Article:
Search Images Maps Play YouTube News Gmail Drive More »
Sign in
Screen reader users: click this link for accessible mode. Accessible mode has the same essential features but works better with your reader.

Patents

  1. Advanced Patent Search
Publication numberUS7548002 B2
Publication typeGrant
Application numberUS 11/702,870
Publication dateJun 16, 2009
Filing dateFeb 6, 2007
Priority dateSep 1, 2006
Fee statusLapsed
Also published asUS20080054742
Publication number11702870, 702870, US 7548002 B2, US 7548002B2, US-B2-7548002, US7548002 B2, US7548002B2
InventorsTadao Yamaguchi
Original AssigneeTokyo Parts Industrial Co., Ltd.
Export CitationBiBTeX, EndNote, RefMan
External Links: USPTO, USPTO Assignment, Espacenet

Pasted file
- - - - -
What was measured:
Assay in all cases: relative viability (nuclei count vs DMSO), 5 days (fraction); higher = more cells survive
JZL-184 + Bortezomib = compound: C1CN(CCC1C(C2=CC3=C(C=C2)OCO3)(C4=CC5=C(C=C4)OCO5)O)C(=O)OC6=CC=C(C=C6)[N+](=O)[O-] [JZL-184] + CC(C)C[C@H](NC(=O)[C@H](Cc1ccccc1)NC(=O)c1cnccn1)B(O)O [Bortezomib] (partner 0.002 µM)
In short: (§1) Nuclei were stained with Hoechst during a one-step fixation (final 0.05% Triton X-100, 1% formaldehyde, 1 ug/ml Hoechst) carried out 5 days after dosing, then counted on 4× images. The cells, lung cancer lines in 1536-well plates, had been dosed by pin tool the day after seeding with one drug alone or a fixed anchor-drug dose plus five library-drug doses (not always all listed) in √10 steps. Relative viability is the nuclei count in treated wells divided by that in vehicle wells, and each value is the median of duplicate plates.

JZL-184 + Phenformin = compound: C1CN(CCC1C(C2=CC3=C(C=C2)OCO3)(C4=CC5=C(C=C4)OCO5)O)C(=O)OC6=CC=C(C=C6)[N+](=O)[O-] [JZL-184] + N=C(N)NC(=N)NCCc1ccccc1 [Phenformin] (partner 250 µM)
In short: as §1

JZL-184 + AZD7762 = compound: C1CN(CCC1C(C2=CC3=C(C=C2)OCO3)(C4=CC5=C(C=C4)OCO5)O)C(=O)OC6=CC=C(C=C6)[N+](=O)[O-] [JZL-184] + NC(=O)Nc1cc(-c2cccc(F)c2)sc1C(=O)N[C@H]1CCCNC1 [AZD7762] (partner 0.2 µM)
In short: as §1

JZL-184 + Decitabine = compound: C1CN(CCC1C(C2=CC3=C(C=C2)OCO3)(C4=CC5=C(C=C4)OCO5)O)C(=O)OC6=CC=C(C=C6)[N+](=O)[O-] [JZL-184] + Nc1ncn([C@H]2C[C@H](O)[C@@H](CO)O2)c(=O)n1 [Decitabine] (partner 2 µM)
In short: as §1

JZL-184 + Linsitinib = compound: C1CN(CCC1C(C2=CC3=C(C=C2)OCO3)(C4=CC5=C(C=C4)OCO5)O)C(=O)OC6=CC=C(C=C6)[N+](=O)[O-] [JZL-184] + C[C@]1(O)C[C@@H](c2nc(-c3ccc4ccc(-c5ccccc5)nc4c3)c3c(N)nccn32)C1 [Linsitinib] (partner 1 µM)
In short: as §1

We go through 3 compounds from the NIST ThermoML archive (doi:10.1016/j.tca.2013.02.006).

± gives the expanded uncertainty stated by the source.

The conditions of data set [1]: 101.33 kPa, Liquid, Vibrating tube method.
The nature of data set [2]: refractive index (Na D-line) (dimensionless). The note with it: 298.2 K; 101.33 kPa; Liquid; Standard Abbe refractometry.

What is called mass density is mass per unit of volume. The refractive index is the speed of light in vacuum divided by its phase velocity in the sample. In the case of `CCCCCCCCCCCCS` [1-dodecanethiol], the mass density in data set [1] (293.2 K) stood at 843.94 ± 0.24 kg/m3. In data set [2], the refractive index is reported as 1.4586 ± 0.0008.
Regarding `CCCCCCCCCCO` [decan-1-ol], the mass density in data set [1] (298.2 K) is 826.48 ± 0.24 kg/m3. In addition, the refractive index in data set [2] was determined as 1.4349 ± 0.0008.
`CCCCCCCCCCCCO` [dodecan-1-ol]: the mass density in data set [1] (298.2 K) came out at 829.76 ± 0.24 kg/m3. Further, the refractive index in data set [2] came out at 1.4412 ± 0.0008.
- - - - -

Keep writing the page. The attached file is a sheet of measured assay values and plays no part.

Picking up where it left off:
Axial air-gap rotor and axial air-gap coreless motor equipped with the same
US 7548002 B2
Abstract
An axial air-gap rotor includes wound air-core armature coils disposed on one side of a printed wiring board, and a cylindrical commutator disposed at the rotation center. The commutator includes commutator pieces separated from each other by positioning guides provided on the base, and each having a connection terminal integral with and extending axially from an arc-shaped sliding contact portion and flat portion, the printed wiring board further having terminal connection lands for the wound air-core armature coils, and through holes connected to the terminal connection lands in which the distal ends of the connection terminals are fitted and connected on the other side.
Images(15)